Researchers should continue to be careful while interpreting fMRI data.  The BOLD response is a measure of haemodynamic changes rather than neuronal activity, and though this study does suggest that increased activity in a neuronal population fairly reliably evokes a BOLD response, the converse is not necessarily true.  Likewise, the activity of neurons driving the fMRI signal could be from inhibitory as well as excitatory neurons, complicating functional interpretations of BOLD responses.  Inhibiting inhibition to yield excitation is a valid computational strategy (and one which is commonly proposed for functional models of the basal ganglia and its role in voluntary movement), which provokes the question of whether regions of reduced BOLD response are still vital to the cognitive function in question or if they are simply the result of metabolic conservation resulting from increased load elsewhere.  Furthermore, if a region is undergoing a careful balance of excitatory and inhibitory input it might show only marginal haemodynamic alterations despite having a functional role in cognition.

Thus, while Lee et al. have provided an excellent study demonstrating powerful applications of optogenetic techniques as well as providing support for fMRI data, their study does not actually validate fMRI interpretations.  Further combining of optogenetic and fMRI techniques will likely allow more detailed probing of the complex relationship between BOLD response and neuronal mechanisms.  For now neuroscientists must still be careful of the underlying assumptions and possible alternatives involved in the interpretation of fMRI data.  Caution is particularly warranted in relation to fMRI since its aesthetic appeal tends to be hard to resist*.

*If anyone could send me a link of a similar study performed on neuroscientists as opposed to undergraduate students, it would be much appreciated.

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6 Responses to The Challenge of fMRI Interpretation

  1. Paul says:

    Nice review.

    Personally I am skeptical of the fMRI potential for cognition research for the reasons you mention. The complexity hidden behind the simplistic BOLD signal is staggering and I don’t see how one can extract *reliable* information from it beyond the simple “X area registers a BOLD signal when the subject does Y”.

    I prefer no data to unreliable data and no conclusions to unreliable conclusions.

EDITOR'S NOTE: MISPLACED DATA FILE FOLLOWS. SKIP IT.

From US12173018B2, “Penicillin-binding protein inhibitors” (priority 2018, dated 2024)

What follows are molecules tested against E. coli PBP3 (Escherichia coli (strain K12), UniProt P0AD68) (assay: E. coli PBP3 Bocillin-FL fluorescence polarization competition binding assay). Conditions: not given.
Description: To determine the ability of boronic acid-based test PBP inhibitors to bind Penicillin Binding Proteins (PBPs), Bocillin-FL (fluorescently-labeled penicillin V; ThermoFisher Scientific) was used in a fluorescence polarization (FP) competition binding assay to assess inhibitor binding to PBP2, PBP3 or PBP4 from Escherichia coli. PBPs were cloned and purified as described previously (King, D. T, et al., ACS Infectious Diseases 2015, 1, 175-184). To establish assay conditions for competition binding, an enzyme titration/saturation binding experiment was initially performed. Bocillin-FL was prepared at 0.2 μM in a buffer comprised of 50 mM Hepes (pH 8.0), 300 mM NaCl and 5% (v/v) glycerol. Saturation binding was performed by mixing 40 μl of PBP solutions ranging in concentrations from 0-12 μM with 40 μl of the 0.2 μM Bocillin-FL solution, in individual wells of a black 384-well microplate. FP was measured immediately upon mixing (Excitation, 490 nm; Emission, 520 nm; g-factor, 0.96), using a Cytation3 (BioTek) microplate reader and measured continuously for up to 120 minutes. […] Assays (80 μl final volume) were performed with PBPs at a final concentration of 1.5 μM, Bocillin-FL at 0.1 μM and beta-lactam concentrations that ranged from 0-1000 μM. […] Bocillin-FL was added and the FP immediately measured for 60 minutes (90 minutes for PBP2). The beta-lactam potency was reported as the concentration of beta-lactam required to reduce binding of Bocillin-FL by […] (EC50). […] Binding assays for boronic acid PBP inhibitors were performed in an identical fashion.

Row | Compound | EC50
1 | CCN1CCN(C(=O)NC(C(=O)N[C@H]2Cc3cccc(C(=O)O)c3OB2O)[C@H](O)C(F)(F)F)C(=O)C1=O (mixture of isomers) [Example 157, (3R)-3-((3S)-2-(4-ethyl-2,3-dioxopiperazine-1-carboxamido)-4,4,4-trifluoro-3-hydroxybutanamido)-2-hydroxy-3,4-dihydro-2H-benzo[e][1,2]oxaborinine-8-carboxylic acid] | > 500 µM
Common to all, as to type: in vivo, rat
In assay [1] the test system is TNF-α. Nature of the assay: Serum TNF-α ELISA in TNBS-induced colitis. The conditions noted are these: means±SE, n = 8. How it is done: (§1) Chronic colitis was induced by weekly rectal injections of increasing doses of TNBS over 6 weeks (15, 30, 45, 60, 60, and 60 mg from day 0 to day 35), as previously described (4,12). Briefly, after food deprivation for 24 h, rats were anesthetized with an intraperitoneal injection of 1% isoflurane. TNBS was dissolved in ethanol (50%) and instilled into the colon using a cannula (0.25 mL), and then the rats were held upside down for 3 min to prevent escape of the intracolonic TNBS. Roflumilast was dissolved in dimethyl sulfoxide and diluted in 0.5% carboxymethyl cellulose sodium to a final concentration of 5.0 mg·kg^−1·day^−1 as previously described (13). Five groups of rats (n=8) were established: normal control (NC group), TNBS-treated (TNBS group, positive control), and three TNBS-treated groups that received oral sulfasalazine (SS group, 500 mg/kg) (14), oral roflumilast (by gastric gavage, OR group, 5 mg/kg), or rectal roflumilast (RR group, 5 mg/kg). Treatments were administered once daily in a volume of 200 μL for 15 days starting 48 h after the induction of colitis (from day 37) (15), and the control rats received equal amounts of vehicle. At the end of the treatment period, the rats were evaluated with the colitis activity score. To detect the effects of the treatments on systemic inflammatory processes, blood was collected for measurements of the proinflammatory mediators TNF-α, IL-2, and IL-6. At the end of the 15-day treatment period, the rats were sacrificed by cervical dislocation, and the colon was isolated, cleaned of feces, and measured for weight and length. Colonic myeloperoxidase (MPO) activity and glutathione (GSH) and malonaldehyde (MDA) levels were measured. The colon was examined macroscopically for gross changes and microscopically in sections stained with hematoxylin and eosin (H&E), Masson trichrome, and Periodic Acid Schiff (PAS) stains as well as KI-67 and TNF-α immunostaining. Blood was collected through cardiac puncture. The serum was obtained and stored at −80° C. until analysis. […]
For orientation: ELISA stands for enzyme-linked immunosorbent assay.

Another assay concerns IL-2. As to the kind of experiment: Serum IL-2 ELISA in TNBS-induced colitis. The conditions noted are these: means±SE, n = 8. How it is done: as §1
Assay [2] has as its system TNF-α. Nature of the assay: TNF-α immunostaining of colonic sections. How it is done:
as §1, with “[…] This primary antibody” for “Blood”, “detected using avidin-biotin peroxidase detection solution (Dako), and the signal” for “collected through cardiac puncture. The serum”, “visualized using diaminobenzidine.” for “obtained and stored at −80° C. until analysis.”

• I would argue against Paul: It is better to do the best we can with current methods, as long as we all understand their limitations.

      When we come up with better methods of imaging the brain in the future, we won’t be starting from scratch, and we will at least have hints at where to look in more detail, and at least vague hypotheses of what could be going on.

      But of course if all of this is true then any fMRI study with conclusions that go beyond “there is more BOLD signal there and there when we do this and that” should immediately raise a flag.

      • caldenwloka says:

        Your are correct, Andrej, that fMRI can give us a starting point, and I find good fMRI studies combine it with other imaging or recording methodologies (for example, using fMRI with EEG (or, even better, MEG) or single cell recordings). That said, there are large numbers of fMRI studies that do not try to corroborate fMRI findings with any other modality, and this is a huge problem for the field of cognitive neuroscience. fMRI is not the only imaging modality to suffer from interpretation problems (for example, references to wave types, which are essentially frequency ranges, being responsible for different cognitive tasks is endemic to EEG, even though there are numerous issues with such claims), but the prettiness of the pictures produced by fMRI makes it much wider reaching, and thus more easily misinterpreted.

  2. [...] However, there are good reasons to be skeptical.  Interpretation of fMRI images is still a challenge, and the images gained for ‘lying’ via fMRI have shown to be culturally varied.  For [...]

  3. [...] On a general note (no fMRI study is complete without it!) we have to be wary when interpreting fMRI data as there are differing views on its meaning; active processing or active inhibition? [...]

  4. […] about what ‘activity’ in a certain region even means… For examples, see here, here and here – a more scientific explanation of some of the issues behind imaging experiments can be found […]